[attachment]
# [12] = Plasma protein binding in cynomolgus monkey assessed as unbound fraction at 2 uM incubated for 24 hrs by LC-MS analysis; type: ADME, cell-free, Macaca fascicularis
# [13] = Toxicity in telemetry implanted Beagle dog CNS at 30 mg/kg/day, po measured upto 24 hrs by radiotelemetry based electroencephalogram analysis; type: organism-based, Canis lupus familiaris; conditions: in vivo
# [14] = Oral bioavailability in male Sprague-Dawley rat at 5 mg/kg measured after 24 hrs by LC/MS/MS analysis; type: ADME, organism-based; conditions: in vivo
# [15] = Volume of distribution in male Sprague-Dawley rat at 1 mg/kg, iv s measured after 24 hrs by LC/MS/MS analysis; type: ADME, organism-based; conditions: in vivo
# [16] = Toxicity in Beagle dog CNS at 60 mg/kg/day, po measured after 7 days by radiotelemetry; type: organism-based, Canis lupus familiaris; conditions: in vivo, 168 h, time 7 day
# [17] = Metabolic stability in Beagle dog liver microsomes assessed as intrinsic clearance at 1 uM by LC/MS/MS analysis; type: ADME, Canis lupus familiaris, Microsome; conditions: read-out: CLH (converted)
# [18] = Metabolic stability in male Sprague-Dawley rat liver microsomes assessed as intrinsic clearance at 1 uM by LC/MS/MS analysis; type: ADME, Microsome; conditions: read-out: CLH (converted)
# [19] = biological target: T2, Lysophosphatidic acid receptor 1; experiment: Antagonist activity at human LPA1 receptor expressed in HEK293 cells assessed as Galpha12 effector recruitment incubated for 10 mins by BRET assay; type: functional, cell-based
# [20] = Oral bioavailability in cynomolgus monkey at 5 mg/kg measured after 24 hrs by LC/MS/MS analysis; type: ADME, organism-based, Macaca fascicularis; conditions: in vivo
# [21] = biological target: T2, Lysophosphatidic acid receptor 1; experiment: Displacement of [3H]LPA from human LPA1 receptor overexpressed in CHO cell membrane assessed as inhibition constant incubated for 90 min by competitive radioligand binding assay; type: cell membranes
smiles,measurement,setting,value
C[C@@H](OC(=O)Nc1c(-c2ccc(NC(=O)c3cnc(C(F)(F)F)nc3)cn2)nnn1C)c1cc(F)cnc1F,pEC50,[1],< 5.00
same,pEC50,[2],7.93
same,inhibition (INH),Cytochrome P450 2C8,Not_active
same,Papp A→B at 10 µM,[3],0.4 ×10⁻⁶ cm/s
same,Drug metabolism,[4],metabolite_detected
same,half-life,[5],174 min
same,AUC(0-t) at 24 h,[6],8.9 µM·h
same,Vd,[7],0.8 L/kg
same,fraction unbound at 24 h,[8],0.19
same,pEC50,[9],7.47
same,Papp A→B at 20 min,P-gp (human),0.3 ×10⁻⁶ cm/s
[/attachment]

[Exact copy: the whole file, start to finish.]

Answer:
# [12] = Plasma protein binding in cynomolgus monkey assessed as unbound fraction at 2 uM incubated for 24 hrs by LC-MS analysis; type: ADME, cell-free, Macaca fascicularis
# [13] = Toxicity in telemetry implanted Beagle dog CNS at 30 mg/kg/day, po measured upto 24 hrs by radiotelemetry based electroencephalogram analysis; type: organism-based, Canis lupus familiaris; conditions: in vivo
# [14] = Oral bioavailability in male Sprague-Dawley rat at 5 mg/kg measured after 24 hrs by LC/MS/MS analysis; type: ADME, organism-based; conditions: in vivo
# [15] = Volume of distribution in male Sprague-Dawley rat at 1 mg/kg, iv s measured after 24 hrs by LC/MS/MS analysis; type: ADME, organism-based; conditions: in vivo
# [16] = Toxicity in Beagle dog CNS at 60 mg/kg/day, po measured after 7 days by radiotelemetry; type: organism-based, Canis lupus familiaris; conditions: in vivo, 168 h, time 7 day
# [17] = Metabolic stability in Beagle dog liver microsomes assessed as intrinsic clearance at 1 uM by LC/MS/MS analysis; type: ADME, Canis lupus familiaris, Microsome; conditions: read-out: CLH (converted)
# [18] = Metabolic stability in male Sprague-Dawley rat liver microsomes assessed as intrinsic clearance at 1 uM by LC/MS/MS analysis; type: ADME, Microsome; conditions: read-out: CLH (converted)
# [19] = biological target: T2, Lysophosphatidic acid receptor 1; experiment: Antagonist activity at human LPA1 receptor expressed in HEK293 cells assessed as Galpha12 effector recruitment incubated for 10 mins by BRET assay; type: functional, cell-based
# [20] = Oral bioavailability in cynomolgus monkey at 5 mg/kg measured after 24 hrs by LC/MS/MS analysis; type: ADME, organism-based, Macaca fascicularis; conditions: in vivo
# [21] = biological target: T2, Lysophosphatidic acid receptor 1; experiment: Displacement of [3H]LPA from human LPA1 receptor overexpressed in CHO cell membrane assessed as inhibition constant incubated for 90 min by competitive radioligand binding assay; type: cell membranes
smiles,measurement,setting,value
C[C@@H](OC(=O)Nc1c(-c2ccc(NC(=O)c3cnc(C(F)(F)F)nc3)cn2)nnn1C)c1cc(F)cnc1F,pEC50,[1],< 5.00
same,pEC50,[2],7.93
same,inhibition (INH),Cytochrome P450 2C8,Not_active
same,Papp A→B at 10 µM,[3],0.4 ×10⁻⁶ cm/s
same,Drug metabolism,[4],metabolite_detected
same,half-life,[5],174 min
same,AUC(0-t) at 24 h,[6],8.9 µM·h
same,Vd,[7],0.8 L/kg
same,fraction unbound at 24 h,[8],0.19
same,pEC50,[9],7.47
same,Papp A→B at 20 min,P-gp (human),0.3 ×10⁻⁶ cm/s